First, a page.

I'm reading Mockingjay last night. I'm up to 72 or 73% on it in my Kindle. I'm loving it. It's even a candidate for one of my favorite books ever. Katniss is on a mission to assassinate President Snow. She's running through the city, tacklings all sorts of obstacles. I'm deeply, emotionally invested in the story, especially in the dynamic between Peeta and her - in the sense that I found his memory loss/transformation to be incredibly heart-breaking and a wonderfully effective plot device. So I'm expecting - HOPING - that Katniss will run up like a bad ass, infiltrate the mansion like a bad ass, have a heart-to-heart with President Snow like a bad ass, who will give Katniss some sort of antidote that will heal Peeta's condition. In exchange, he will ask for immunity, to allow the Capitol to remain in power, but under far more equal and peaceful terms. Katniss will refuse, take the antidote anyway, kill Snow, restore Peeta, save the world, make the choice between Peeta and Gale, and reconcile all the leftover plot points that were left dangling - and beautifully built up by the author.
So imagine my shock when, out of nowhere, bombs start falling on a bunch of kids for no reason. And then they kill Prim. For no reason. Turns it's a plot twist. For no reason. Turns out Coin is the bad (?) guy. For no reason. Then Katniss not only doesn't kill Snow, she doesn't get to play an active part in restoring Peeta. His recovery is attributed to "time," which is bs. Gale is suddenly out of picture for convenience sake. In short, nothing gets resolved except fo the conflict between the Capitol and the Districts. And we don't even get to see that! As was the case in the last book, all the reading we as the audience did between the bombing of District 8 until the bombs fall was completely useless. It was fantastically built up, but never fully realized.
I feel this book - and the last one, which suffered from the same problems, in my opinion - should have been from Plutarch's perspective. Katniss did not play an active or important enough role in this book to warrant it being from her perspective in the slightist. In both books, she was a passive observer and not an active participant in the world. None of the conflicts are really addressed beyond convenient paragraphs and summaries, and all of these conflicts really deserved full chapters of devotion. Katniss' active redemption of Peeta (and herself, for that matter) - which should have occurred as a direct result of the same actions that would have saved the world - would have been so cathartic and so wonderful if it had been pulled off properly.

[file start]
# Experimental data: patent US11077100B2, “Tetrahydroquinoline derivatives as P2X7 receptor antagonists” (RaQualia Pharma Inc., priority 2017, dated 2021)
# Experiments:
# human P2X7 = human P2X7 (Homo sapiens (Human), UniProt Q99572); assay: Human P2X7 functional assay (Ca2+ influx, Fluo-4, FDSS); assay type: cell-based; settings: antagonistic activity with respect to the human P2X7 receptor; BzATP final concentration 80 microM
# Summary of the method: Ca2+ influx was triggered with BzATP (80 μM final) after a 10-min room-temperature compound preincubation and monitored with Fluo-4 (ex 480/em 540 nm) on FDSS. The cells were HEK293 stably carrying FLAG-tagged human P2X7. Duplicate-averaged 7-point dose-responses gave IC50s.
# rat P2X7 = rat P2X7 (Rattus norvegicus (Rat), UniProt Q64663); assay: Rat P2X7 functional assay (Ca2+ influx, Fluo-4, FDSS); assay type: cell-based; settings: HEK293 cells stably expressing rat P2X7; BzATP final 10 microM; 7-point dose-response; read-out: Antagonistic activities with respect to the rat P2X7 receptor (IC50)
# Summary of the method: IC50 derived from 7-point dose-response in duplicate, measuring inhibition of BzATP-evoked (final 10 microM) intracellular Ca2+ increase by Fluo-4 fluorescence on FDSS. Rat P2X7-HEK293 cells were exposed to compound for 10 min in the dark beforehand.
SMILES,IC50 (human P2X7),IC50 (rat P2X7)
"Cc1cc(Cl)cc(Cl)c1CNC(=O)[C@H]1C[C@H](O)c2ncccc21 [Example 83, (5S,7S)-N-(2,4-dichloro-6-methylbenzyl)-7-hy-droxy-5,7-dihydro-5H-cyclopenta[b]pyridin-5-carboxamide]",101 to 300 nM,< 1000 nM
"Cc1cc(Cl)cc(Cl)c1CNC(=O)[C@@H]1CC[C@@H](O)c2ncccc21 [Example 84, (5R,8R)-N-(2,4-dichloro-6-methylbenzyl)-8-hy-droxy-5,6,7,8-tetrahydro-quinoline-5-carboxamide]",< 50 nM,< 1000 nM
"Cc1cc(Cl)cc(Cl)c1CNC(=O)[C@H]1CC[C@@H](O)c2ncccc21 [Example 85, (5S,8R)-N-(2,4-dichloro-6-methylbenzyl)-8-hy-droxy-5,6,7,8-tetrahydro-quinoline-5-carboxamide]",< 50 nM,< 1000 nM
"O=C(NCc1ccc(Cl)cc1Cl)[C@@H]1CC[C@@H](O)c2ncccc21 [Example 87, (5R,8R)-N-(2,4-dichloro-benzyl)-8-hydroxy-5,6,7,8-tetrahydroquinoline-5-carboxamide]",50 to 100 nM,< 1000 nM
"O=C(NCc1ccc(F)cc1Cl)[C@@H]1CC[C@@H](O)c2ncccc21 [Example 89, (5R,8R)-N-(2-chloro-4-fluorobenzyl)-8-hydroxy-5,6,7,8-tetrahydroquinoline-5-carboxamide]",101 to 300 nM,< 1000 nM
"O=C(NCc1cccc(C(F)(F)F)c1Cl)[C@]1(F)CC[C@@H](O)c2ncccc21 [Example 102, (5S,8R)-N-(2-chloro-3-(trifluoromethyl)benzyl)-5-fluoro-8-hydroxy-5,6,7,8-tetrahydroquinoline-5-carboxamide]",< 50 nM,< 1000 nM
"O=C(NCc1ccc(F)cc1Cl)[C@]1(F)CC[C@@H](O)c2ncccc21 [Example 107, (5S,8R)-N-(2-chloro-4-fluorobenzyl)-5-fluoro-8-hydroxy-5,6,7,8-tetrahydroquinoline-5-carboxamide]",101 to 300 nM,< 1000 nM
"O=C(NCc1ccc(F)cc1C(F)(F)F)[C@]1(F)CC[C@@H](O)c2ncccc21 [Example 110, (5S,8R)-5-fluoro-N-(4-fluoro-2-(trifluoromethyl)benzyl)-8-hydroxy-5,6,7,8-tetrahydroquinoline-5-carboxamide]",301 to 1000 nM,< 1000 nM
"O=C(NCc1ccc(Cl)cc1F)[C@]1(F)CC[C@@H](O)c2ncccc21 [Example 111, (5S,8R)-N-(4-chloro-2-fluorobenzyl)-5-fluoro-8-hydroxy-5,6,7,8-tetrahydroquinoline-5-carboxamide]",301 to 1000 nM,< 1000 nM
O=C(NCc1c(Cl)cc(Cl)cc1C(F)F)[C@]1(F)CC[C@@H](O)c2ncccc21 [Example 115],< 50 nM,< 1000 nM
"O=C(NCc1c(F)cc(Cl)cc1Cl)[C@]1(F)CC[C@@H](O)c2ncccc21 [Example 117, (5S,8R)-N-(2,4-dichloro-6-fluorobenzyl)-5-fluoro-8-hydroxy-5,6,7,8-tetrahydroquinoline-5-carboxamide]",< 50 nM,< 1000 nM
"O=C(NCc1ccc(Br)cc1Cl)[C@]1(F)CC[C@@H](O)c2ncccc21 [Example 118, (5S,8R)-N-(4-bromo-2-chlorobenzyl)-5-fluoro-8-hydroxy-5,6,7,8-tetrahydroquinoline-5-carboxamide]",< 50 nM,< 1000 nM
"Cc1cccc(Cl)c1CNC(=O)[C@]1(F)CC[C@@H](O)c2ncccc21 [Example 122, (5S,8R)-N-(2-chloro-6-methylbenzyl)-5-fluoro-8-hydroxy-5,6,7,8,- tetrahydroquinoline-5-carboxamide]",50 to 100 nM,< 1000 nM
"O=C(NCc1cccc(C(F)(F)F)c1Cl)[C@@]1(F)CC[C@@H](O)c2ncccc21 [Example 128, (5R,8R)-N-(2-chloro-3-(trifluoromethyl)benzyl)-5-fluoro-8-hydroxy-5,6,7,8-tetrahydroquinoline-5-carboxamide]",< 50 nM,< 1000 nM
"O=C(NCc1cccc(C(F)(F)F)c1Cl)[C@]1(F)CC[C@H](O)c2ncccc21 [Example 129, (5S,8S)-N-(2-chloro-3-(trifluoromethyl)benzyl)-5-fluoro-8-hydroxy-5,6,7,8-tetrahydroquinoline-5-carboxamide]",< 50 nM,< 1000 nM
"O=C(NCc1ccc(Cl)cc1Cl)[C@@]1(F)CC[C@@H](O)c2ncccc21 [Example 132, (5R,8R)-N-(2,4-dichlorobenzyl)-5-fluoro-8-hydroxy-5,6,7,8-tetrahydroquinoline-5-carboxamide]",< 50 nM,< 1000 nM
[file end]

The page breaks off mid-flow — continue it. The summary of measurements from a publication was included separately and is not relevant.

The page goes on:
Katniss and Gale could have worked out their differences. Haymitch could have at least stopped drinking. Something! One character needed to grow and become better as a result of this story. It's certainly possible - and I think very likely - that the author wanted to make a thematic statement and perhaps throw in some social criticism. However, this theme of "war in general sucks" is never seriously thrown into the theme until the last 10% of the book, which ends up dictating the entire resolution - or lack thereof - in the end of the book. This thematic device therefore came off rather poorly in my opinion. I think this book suffered from what the other books had; I personally felt each of the books could have used one or two more drafts because it all felt disjointed, overly-convenient in terms of plotting, and Katniss' role was far too passive and useless.
So I'm left at the end of the book, my veins throbbing in my head, and my hands outstretched, palms up, over my shoulders in an eternal shrug, with my mouth agape, as I try to figure out what the heck the author was thinking when she figuratively derailed every plot point, every character, every tendril of good plotting she had built up for over 200 pages (over 600 if you include the previous books).
I will say, in compliment to this book, that the annoying tell-and-don't-show style of writing that was very prevalent in the first two books (and almost caused me to stop reading the second book), is significantly decreased in this one. So I think the writing itself is actually better in this book. Or perhaps I got used to these things and dismissed them as a stylistic thing.
I give this book 3 stars for the still-awesome world the author created, and the plot she built up. But in my opinion, a few more drafts were necessary to really figure out how to resolve those plot points, which in my opinion, were completely derailed and almost disregarded by the end of this book.